"Sure and hell"

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From A.G.:

I think I may have found a new eggcorn this weekend. I forget how I came across it but apparently there are a lot of people on the Internet who are writing "sure and hell" instead of "sure as hell" (which is what I believe the saying to be).

Have you encountered this before? It could perhaps be an autocorrect issue so it would be nice to see this in a spoken corpus. I checked the buckeye but didn't find any instances of it.

There certainly are plenty of examples of "sure and hell" as a substitute for "sure as hell", including some in books where autocorrect seems less likely than in short web-forum comments that might have been entered on a smartphone.

Similarly, there are some examples of "plain and day". Like A.G., I'm not sure whether these are typos, autocorrections gone wrong, or wrongly lexicalized idioms, though I suspect that some of them do represent what the writers think is correct rather than what some helpful program does. Commenters may be able to provide relevant arguments or even evidence.



  1. GeorgeW said,

    September 3, 2013 @ 7:08 am

    Although it is true that some idioms have lost their transparency, I have a hard time understanding how "sure as hell" could be reanalyzed as "sure and hell." Maybe enough autocorrections could lead to a restructured idiom.

    [(myl) This does seem to be the opposite of the usual eggcorn, since the original expressions ("sure as hell", "plain as day") are more or less compositional, while the restructured versions need to be treated as unanalyzed or at least quirky idioms. But I think that people do sometimes learn what we might call "false idioms", i.e. non-compositional word sequences that originate as a mis-hearing of something more straightforward.]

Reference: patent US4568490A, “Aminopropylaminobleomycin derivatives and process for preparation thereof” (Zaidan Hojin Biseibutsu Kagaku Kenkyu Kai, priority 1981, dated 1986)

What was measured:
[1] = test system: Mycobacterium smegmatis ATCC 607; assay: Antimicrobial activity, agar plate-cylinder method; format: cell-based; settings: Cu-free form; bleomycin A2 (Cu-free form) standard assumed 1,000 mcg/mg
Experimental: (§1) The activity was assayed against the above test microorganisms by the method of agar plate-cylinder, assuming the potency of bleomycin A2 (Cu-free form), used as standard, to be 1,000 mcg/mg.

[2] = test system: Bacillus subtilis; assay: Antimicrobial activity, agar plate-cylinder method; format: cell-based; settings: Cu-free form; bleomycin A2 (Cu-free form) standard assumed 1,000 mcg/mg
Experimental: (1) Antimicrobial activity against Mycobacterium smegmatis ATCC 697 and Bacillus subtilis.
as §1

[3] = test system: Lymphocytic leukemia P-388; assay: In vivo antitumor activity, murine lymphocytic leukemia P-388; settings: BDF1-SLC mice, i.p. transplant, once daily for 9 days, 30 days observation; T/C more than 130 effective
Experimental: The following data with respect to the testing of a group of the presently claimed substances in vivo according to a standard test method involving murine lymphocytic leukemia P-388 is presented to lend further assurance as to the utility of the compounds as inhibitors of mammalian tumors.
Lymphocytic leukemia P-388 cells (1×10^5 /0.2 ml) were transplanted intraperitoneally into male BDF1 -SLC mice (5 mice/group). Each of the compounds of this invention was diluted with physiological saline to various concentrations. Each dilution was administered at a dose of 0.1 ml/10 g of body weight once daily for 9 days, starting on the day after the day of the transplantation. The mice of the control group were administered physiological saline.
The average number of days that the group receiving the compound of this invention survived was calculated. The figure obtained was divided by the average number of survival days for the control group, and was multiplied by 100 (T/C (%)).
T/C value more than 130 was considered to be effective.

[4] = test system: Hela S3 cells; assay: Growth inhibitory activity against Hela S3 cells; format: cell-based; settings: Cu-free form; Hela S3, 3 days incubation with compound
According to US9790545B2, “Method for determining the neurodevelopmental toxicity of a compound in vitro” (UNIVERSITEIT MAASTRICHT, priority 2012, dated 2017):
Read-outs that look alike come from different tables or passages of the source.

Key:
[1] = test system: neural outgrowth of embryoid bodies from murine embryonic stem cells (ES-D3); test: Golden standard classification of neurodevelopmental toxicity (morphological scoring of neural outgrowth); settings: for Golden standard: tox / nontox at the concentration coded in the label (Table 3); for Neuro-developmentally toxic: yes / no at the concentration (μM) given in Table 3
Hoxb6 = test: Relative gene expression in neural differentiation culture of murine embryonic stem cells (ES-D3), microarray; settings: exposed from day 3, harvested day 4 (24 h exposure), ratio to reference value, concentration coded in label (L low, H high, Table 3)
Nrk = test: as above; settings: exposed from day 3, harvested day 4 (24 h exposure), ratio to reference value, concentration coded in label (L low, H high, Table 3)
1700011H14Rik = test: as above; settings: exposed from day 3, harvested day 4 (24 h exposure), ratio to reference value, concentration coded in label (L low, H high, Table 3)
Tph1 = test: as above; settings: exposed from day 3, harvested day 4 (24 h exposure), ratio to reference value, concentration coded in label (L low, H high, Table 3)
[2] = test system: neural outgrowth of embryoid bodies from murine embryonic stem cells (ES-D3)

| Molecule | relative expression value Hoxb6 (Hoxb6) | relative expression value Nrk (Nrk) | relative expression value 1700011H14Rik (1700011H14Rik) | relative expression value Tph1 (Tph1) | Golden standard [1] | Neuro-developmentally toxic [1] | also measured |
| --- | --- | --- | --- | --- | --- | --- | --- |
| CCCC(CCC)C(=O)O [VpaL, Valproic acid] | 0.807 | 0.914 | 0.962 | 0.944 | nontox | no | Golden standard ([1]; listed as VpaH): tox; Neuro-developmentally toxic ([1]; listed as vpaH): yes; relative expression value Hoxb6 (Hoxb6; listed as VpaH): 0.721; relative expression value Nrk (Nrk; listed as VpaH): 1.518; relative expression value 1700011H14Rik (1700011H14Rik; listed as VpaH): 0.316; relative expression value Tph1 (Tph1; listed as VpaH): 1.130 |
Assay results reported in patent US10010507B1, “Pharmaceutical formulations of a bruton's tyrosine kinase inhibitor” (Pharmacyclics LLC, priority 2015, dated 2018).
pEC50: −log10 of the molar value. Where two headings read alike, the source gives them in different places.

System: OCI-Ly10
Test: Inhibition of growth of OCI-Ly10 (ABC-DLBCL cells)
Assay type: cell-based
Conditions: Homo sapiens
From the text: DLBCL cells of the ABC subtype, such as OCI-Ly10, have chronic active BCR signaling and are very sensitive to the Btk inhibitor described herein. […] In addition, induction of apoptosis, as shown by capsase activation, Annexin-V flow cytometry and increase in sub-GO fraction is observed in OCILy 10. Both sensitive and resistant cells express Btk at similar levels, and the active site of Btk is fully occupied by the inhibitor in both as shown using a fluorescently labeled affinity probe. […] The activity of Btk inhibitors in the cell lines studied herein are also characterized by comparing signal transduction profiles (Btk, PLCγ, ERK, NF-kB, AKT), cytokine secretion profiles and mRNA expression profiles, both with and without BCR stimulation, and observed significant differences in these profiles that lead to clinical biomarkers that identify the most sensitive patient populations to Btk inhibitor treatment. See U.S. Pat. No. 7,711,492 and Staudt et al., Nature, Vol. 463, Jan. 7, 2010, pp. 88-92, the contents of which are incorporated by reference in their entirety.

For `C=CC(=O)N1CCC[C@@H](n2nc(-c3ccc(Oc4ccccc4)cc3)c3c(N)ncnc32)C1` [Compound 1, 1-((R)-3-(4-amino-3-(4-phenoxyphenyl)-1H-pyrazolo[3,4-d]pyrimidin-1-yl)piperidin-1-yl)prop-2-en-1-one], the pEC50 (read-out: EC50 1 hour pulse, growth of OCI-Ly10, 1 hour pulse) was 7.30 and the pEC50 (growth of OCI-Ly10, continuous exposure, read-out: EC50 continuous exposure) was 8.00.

2. MattF said,

    September 3, 2013 @ 7:36 am

    For what it's worth, Microsoft Word doesn't seem to mind either 'sure as hell' or 'sure and hell'.

  3. Faldone said,

    September 3, 2013 @ 8:34 am

    I haven't used it in some time, but Microsoft grammar checker never seemed worth very much. I once fed it one of those spell check things that used mostly homophones and it found remarkably few grammatical errors. Try it out on Ladle Rat Rotten Hut some time.

  4. mike said,

    September 3, 2013 @ 9:03 am

    > Microsoft grammar checker never seemed worth very much. I once fed it one of those spell check things that used mostly homophones

    One doesn't want to confuse the grammar checker (which does seem weak at understanding idioms in idiomatic English, since they're idiotmatic) and the spelling checker, for which most homophones are ok, since it's checking spelling, not semantics.